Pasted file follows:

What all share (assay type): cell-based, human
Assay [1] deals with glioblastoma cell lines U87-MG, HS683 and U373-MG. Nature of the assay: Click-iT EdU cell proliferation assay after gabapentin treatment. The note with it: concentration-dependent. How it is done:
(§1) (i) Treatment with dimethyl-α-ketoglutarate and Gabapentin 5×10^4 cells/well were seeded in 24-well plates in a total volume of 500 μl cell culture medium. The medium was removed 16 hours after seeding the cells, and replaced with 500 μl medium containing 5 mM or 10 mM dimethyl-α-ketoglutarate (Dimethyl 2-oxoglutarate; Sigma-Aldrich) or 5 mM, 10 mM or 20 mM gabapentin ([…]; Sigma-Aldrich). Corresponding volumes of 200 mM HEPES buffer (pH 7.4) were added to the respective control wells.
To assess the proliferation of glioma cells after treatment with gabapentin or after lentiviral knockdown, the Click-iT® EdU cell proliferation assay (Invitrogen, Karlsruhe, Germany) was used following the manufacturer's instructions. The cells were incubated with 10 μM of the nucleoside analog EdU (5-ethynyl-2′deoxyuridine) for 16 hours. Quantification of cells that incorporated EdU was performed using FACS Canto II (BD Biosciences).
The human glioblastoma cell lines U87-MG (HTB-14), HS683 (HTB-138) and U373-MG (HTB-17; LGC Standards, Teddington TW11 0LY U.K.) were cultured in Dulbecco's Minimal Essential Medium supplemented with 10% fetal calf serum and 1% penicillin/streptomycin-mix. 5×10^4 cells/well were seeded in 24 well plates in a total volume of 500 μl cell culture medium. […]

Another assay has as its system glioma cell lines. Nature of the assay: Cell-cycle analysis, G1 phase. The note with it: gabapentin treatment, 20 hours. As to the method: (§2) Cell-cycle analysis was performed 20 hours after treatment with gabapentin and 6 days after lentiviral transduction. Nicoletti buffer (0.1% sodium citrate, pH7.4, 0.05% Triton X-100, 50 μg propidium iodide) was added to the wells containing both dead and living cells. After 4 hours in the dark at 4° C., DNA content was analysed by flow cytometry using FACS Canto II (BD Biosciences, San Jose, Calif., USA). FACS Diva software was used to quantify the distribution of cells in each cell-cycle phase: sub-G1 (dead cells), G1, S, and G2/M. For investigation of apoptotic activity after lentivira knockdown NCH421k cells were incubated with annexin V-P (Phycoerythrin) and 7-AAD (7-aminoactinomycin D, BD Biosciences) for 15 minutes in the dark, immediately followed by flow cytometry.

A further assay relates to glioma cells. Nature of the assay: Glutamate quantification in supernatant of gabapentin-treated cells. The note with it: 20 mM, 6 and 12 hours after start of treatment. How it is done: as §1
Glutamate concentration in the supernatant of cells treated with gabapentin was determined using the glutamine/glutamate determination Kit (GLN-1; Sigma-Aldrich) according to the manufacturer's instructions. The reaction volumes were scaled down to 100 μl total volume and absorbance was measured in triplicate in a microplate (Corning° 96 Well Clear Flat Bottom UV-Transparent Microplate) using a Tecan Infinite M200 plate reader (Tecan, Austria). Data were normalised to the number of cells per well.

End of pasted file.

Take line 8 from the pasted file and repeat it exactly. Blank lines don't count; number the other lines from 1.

Glutamate concentration in the supernatant of cells treated with gabapentin was determined using the glutamine/glutamate determination Kit (GLN-1; Sigma-Aldrich) according to the manufacturer's instructions. The reaction volumes were scaled down to 100 μl total volume and absorbance was measured in triplicate in a microplate (Corning° 96 Well Clear Flat Bottom UV-Transparent Microplate) using a Tecan Infinite M200 plate reader (Tecan, Austria). Data were normalised to the number of cells per well.